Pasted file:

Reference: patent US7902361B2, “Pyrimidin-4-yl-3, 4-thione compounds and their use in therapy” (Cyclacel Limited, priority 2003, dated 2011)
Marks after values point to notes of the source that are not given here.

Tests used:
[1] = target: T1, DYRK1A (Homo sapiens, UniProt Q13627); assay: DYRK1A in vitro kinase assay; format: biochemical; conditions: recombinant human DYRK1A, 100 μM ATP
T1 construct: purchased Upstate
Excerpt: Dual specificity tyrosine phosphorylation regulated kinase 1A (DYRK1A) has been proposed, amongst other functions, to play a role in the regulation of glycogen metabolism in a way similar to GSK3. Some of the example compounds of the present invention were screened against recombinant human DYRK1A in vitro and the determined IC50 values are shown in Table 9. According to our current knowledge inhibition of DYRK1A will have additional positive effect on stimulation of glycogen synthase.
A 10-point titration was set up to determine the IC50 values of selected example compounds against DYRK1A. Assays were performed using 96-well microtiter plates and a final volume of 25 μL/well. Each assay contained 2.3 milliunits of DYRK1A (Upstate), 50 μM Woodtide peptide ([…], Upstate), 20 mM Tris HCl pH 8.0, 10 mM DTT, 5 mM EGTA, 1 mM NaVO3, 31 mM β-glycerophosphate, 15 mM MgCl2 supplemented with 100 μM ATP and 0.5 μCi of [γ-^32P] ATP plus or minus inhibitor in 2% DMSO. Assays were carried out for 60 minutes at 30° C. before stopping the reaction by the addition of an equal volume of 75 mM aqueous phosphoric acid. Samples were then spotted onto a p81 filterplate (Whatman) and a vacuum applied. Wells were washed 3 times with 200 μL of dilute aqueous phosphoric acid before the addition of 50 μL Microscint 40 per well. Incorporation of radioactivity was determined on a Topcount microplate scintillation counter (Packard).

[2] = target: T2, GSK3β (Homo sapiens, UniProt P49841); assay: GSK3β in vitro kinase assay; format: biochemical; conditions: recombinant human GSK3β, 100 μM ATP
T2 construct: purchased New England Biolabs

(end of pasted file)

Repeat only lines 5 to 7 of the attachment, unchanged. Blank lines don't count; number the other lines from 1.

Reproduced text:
T1 construct: purchased Upstate
Excerpt: Dual specificity tyrosine phosphorylation regulated kinase 1A (DYRK1A) has been proposed, amongst other functions, to play a role in the regulation of glycogen metabolism in a way similar to GSK3. Some of the example compounds of the present invention were screened against recombinant human DYRK1A in vitro and the determined IC50 values are shown in Table 9. According to our current knowledge inhibition of DYRK1A will have additional positive effect on stimulation of glycogen synthase.
A 10-point titration was set up to determine the IC50 values of selected example compounds against DYRK1A. Assays were performed using 96-well microtiter plates and a final volume of 25 μL/well. Each assay contained 2.3 milliunits of DYRK1A (Upstate), 50 μM Woodtide peptide ([…], Upstate), 20 mM Tris HCl pH 8.0, 10 mM DTT, 5 mM EGTA, 1 mM NaVO3, 31 mM β-glycerophosphate, 15 mM MgCl2 supplemented with 100 μM ATP and 0.5 μCi of [γ-^32P] ATP plus or minus inhibitor in 2% DMSO. Assays were carried out for 60 minutes at 30° C. before stopping the reaction by the addition of an equal volume of 75 mM aqueous phosphoric acid. Samples were then spotted onto a p81 filterplate (Whatman) and a vacuum applied. Wells were washed 3 times with 200 μL of dilute aqueous phosphoric acid before the addition of 50 μL Microscint 40 per well. Incorporation of radioactivity was determined on a Topcount microplate scintillation counter (Packard).